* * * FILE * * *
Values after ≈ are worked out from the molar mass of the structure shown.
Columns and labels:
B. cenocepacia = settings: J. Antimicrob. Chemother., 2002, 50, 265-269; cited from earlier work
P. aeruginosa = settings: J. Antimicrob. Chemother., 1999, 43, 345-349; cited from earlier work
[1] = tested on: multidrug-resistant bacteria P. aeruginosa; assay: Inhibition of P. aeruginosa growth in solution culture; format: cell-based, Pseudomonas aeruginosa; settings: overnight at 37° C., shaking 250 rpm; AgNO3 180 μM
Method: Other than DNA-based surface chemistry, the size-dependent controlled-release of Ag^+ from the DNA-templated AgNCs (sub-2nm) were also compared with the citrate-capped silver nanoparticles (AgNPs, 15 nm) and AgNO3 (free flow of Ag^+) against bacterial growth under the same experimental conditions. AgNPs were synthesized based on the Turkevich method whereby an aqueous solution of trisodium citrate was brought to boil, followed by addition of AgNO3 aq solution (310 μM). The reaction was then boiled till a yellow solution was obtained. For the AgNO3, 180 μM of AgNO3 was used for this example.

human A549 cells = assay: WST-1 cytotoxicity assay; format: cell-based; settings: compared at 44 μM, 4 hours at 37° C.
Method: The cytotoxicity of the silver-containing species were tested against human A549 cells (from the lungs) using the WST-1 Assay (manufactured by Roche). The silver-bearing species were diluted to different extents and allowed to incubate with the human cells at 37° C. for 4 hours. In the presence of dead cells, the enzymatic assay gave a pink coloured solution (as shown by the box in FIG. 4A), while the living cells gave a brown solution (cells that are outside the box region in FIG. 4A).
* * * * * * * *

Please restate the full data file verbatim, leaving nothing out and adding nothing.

Values after ≈ are worked out from the molar mass of the structure shown.
Columns and labels:
B. cenocepacia = settings: J. Antimicrob. Chemother., 2002, 50, 265-269; cited from earlier work
P. aeruginosa = settings: J. Antimicrob. Chemother., 1999, 43, 345-349; cited from earlier work
[1] = tested on: multidrug-resistant bacteria P. aeruginosa; assay: Inhibition of P. aeruginosa growth in solution culture; format: cell-based, Pseudomonas aeruginosa; settings: overnight at 37° C., shaking 250 rpm; AgNO3 180 μM
Method: Other than DNA-based surface chemistry, the size-dependent controlled-release of Ag^+ from the DNA-templated AgNCs (sub-2nm) were also compared with the citrate-capped silver nanoparticles (AgNPs, 15 nm) and AgNO3 (free flow of Ag^+) against bacterial growth under the same experimental conditions. AgNPs were synthesized based on the Turkevich method whereby an aqueous solution of trisodium citrate was brought to boil, followed by addition of AgNO3 aq solution (310 μM). The reaction was then boiled till a yellow solution was obtained. For the AgNO3, 180 μM of AgNO3 was used for this example.

human A549 cells = assay: WST-1 cytotoxicity assay; format: cell-based; settings: compared at 44 μM, 4 hours at 37° C.
Method: The cytotoxicity of the silver-containing species were tested against human A549 cells (from the lungs) using the WST-1 Assay (manufactured by Roche). The silver-bearing species were diluted to different extents and allowed to incubate with the human cells at 37° C. for 4 hours. In the presence of dead cells, the enzymatic assay gave a pink coloured solution (as shown by the box in FIG. 4A), while the living cells gave a brown solution (cells that are outside the box region in FIG. 4A).